See more of the story

– Investigators found no evidence of a hate crime in last week’s arson that destroyed a historic synagogue here, authorities said Sunday as they described an arrest in the blaze they allege was set by a 36-year-old Duluth drifter.

But the fire that destroyed the nearly 120-year-old Adas Israel Congregation building is still an open case, they added.

Police arrested Matthew J. Amiot on suspicion of felony arson and gave few details of a possible motive in the fire, which originated in a small structure outside the synagogue building on the congregation’s property early the morning of Sept. 9.

No accelerants were found at the scene, officials said.

“At this moment in time, there is no reason to believe this is a bias or hate crime,” Police Chief Mike Tusken said. “This may change as the investigation progresses.”

Amiot has had previous contact with the law, including nearly a dozen misdemeanor convictions for trespassing, burglary and theft. He has no known permanent address, Tusken said. Officials said they were unaware of him having any previous contact with the synagogue.

The Star Tribune generally does not name suspects until they are charged, except in some high-profile cases.

Reached at home, Amiot’s father, Dennis Amiot, said he visited his son in the St. Louis County jail on Saturday and called his son “innocent.”

“He’s not a hateful person,” the elder Amiot said. “He was just in the wrong place at the right time. They’re looking for somebody to pin it on. … My kid’s a pretty mellow kid.”

Dennis Amiot said his son is a “couch surfer,” sleeping where he can, and is on disability because of “mental issues.”

Blaze spread quickly

Officials were careful not to share many details Sunday on how the blaze ignited, saying more information will be revealed in a criminal complaint expected to be filed in court this week.

After starting in the congregation’s sukkah, a tent-like hut for use during the festival of Sukkot, the fire quickly spread to the synagogue, the building’s age and internal structure making it difficult to stop flames from engulfing it, they said.

Fire investigators looked for accelerants which are “usually an indication of people’s intent,” Fire Chief Shawn Krizaj said.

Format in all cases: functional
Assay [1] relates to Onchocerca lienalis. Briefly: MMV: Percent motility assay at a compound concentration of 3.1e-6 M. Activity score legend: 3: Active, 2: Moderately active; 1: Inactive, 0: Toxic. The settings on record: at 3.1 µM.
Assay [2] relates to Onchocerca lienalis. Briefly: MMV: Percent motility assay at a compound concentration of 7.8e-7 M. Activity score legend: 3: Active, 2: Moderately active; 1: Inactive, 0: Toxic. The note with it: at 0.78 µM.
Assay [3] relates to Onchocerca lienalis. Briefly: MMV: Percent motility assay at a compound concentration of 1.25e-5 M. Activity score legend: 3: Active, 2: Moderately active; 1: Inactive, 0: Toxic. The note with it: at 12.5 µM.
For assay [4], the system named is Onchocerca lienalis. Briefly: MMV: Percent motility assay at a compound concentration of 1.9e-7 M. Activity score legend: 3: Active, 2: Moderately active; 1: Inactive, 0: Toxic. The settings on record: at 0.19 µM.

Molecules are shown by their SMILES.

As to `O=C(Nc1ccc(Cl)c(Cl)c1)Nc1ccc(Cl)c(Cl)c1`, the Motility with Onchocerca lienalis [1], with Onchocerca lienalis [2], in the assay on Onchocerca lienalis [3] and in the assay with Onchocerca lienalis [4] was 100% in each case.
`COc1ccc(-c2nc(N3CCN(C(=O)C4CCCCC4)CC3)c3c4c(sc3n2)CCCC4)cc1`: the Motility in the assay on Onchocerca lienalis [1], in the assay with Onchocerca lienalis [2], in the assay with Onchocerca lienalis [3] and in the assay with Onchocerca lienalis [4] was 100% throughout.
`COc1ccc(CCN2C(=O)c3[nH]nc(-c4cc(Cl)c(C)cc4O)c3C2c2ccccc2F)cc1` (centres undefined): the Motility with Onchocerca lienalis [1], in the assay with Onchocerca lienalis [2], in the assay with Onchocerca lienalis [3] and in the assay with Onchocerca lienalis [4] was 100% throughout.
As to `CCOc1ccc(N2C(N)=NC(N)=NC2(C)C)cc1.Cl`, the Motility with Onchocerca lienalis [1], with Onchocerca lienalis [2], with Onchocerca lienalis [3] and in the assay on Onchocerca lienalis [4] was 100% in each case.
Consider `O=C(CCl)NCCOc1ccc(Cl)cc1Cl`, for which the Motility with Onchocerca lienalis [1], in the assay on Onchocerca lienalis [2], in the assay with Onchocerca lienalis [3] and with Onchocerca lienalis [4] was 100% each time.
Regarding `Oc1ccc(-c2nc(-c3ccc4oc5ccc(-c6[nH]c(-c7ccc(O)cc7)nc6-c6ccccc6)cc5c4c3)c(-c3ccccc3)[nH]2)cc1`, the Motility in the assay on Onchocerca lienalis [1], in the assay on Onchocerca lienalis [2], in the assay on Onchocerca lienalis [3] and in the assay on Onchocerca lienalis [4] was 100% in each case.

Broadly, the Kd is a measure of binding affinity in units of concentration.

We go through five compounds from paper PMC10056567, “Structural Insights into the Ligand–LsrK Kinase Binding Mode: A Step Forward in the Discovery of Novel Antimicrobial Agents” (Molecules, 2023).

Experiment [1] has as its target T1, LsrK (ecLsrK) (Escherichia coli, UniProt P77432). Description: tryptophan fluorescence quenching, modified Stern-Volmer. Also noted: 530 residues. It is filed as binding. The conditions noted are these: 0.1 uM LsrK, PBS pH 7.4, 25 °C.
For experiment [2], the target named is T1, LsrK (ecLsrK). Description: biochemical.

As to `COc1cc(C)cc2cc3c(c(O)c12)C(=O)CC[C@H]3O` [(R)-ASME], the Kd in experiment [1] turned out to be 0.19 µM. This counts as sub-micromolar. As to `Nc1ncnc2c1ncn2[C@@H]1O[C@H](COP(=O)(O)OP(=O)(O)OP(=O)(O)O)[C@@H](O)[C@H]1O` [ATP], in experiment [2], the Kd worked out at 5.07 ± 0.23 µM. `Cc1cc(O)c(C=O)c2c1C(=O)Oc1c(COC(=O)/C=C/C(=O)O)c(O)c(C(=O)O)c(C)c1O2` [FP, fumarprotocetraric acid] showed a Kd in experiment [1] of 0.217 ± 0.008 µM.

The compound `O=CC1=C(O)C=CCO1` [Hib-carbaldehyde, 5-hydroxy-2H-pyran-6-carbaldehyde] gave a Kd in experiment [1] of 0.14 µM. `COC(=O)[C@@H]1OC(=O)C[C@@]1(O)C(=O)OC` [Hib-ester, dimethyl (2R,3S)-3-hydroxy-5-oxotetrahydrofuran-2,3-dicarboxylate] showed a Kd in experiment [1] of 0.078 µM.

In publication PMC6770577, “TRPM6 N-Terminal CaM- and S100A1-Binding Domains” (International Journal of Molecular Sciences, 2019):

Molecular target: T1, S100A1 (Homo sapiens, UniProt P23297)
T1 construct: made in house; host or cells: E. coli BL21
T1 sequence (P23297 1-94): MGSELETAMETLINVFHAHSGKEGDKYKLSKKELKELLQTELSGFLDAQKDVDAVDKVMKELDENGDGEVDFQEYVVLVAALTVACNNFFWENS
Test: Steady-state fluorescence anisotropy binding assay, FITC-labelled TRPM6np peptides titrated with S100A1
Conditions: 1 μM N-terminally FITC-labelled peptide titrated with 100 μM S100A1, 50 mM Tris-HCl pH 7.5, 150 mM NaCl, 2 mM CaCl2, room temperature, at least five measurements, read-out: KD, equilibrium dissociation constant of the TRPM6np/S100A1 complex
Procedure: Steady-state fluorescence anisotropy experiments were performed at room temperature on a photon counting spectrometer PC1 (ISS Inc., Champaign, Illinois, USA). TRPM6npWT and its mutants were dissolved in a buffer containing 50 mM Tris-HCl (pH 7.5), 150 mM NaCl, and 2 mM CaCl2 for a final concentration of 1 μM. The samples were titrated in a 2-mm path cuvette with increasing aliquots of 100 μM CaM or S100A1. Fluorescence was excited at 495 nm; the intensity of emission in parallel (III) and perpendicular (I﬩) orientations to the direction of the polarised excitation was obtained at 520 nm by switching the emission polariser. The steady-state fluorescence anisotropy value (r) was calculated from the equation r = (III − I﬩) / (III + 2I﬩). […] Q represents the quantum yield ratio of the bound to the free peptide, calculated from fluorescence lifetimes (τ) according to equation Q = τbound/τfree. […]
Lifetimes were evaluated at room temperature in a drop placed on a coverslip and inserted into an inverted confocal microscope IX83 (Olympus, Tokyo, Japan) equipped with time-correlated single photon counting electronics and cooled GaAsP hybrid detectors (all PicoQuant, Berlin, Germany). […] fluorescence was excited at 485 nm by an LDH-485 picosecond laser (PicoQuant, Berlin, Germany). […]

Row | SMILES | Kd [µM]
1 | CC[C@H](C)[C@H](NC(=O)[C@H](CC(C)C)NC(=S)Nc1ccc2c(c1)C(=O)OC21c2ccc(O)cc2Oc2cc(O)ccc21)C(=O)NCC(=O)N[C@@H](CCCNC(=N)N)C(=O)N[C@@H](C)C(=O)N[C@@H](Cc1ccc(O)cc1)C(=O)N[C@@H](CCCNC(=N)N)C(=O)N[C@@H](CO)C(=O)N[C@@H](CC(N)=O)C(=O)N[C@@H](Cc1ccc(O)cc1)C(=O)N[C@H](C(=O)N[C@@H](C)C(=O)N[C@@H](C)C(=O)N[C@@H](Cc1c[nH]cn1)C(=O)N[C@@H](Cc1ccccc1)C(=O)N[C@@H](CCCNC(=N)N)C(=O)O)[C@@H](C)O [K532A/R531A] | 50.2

Nobody was in the synagogue at the time of the blaze after 2 a.m., but Fire Capt. Ben Gasner was treated and released from a hospital after being struck by falling debris.

The congregation’s past president, Phillip Sher, heaped praise on the heroic acts of firefighters who saved religious artifacts, as well as investigators who spent hours interviewing witnesses and reviewing surveillance tapes from the area.

He said he did not know of the suspect and would not speculate on the man’s motives.

“I would warn everybody,” Sher said, “... innocent until proven guilty, and that’s America as it should be.”

Community steps up

Sher said the outpouring of support to his congregation has been “tremendous” locally, nationally and internationally.

Duluth Mayor Emily Larson said the now-homeless congregation with between 45 and 60 members “will not move forward alone.”

“This community does incredible things for one another when we need to,” Larson added.

Several faith leaders came to show support during Sunday’s news conference, including Mohamed Omar, executive director of the Dar Al-Farooq Islamic Center in Bloomington, who drove to Duluth on Sunday.

After his mosque was bombed in 2017 by members of a rural Illinois white nationalist militia, Omar said he felt an obligation to stand by the members of the Jewish faith.

Omar said he didn’t know what to feel after hearing that authorities found no evidence of a hate crime, noting that arson implies “some intentionality in it.”

“As a Muslim community, we know what it means … to be on the receiving end of a hate crime or arson or attack,” Omar said. “We have to strive and fight back the rhetoric” to allow people to feel safe in their places of worship, he said.

Steve Hunegs, executive director of the Jewish Community Relations Council of Minnesota and the Dakotas, said in a statement that he understands the Jewish community feels uneasy “in this current political and social environment where synagogues, mosques and predominantly black churches have been attacked in recent years.” He asked the public to withhold judgment and respect the investigative process.

Sher said it was unclear where the Adas Israel Congregation would hold services during the upcoming high holidays. Attendance typically swells during high holidays, when many members’ relatives come back to Duluth to attend orthodox services.

Tusken said police would accommodate requests for increased security, as they have during high holidays in the past.

Long term, “we’ll be in a variety of places until we find a permanent home,” Sher said, adding that may not happen until spring.

“All I can do is comfort people to say that true Judaism is in the heart, it’s not in the building,” he said. “Our legacy will go along with our hearts.”

Staff writer Liz Sawyer contributed to this report.